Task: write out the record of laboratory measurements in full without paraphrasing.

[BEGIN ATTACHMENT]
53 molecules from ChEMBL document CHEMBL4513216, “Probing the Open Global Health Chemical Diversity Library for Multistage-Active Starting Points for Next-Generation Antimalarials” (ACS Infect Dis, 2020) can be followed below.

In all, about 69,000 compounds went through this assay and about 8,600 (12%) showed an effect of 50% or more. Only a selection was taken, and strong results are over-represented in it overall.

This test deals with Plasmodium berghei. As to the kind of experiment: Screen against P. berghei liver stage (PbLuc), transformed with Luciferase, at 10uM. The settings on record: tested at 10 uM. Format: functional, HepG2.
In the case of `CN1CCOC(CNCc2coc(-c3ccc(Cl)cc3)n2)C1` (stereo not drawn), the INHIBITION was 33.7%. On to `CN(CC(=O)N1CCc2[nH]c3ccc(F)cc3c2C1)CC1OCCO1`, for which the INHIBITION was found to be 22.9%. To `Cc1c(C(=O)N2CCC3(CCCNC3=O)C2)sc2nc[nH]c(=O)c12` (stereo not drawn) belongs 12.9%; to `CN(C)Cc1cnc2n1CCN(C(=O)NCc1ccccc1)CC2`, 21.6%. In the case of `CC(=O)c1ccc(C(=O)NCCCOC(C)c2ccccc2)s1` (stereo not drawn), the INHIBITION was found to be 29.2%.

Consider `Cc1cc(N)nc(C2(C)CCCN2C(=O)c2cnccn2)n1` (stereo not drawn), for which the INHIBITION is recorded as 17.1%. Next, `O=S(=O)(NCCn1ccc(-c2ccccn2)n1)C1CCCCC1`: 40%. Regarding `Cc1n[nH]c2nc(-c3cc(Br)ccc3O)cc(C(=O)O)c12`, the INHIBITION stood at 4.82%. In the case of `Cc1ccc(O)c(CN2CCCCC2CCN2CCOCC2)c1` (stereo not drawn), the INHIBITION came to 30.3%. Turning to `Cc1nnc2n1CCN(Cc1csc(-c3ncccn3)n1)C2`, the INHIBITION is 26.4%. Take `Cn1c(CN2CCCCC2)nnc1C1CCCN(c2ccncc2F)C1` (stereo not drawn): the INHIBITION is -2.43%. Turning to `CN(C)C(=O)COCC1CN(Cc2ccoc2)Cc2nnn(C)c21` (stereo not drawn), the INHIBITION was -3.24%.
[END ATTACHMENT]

53 molecules from ChEMBL document CHEMBL4513216, “Probing the Open Global Health Chemical Diversity Library for Multistage-Active Starting Points for Next-Generation Antimalarials” (ACS Infect Dis, 2020) can be followed below.

In all, about 69,000 compounds went through this assay and about 8,600 (12%) showed an effect of 50% or more. Only a selection was taken, and strong results are over-represented in it overall.

This test deals with Plasmodium berghei. As to the kind of experiment: Screen against P. berghei liver stage (PbLuc), transformed with Luciferase, at 10uM. The settings on record: tested at 10 uM. Format: functional, HepG2.
In the case of `CN1CCOC(CNCc2coc(-c3ccc(Cl)cc3)n2)C1` (stereo not drawn), the INHIBITION was 33.7%. On to `CN(CC(=O)N1CCc2[nH]c3ccc(F)cc3c2C1)CC1OCCO1`, for which the INHIBITION was found to be 22.9%. To `Cc1c(C(=O)N2CCC3(CCCNC3=O)C2)sc2nc[nH]c(=O)c12` (stereo not drawn) belongs 12.9%; to `CN(C)Cc1cnc2n1CCN(C(=O)NCc1ccccc1)CC2`, 21.6%. In the case of `CC(=O)c1ccc(C(=O)NCCCOC(C)c2ccccc2)s1` (stereo not drawn), the INHIBITION was found to be 29.2%.

Consider `Cc1cc(N)nc(C2(C)CCCN2C(=O)c2cnccn2)n1` (stereo not drawn), for which the INHIBITION is recorded as 17.1%. Next, `O=S(=O)(NCCn1ccc(-c2ccccn2)n1)C1CCCCC1`: 40%. Regarding `Cc1n[nH]c2nc(-c3cc(Br)ccc3O)cc(C(=O)O)c12`, the INHIBITION stood at 4.82%. In the case of `Cc1ccc(O)c(CN2CCCCC2CCN2CCOCC2)c1` (stereo not drawn), the INHIBITION came to 30.3%. Turning to `Cc1nnc2n1CCN(Cc1csc(-c3ncccn3)n1)C2`, the INHIBITION is 26.4%. Take `Cn1c(CN2CCCCC2)nnc1C1CCCN(c2ccncc2F)C1` (stereo not drawn): the INHIBITION is -2.43%. Turning to `CN(C)C(=O)COCC1CN(Cc2ccoc2)Cc2nnn(C)c21` (stereo not drawn), the INHIBITION was -3.24%.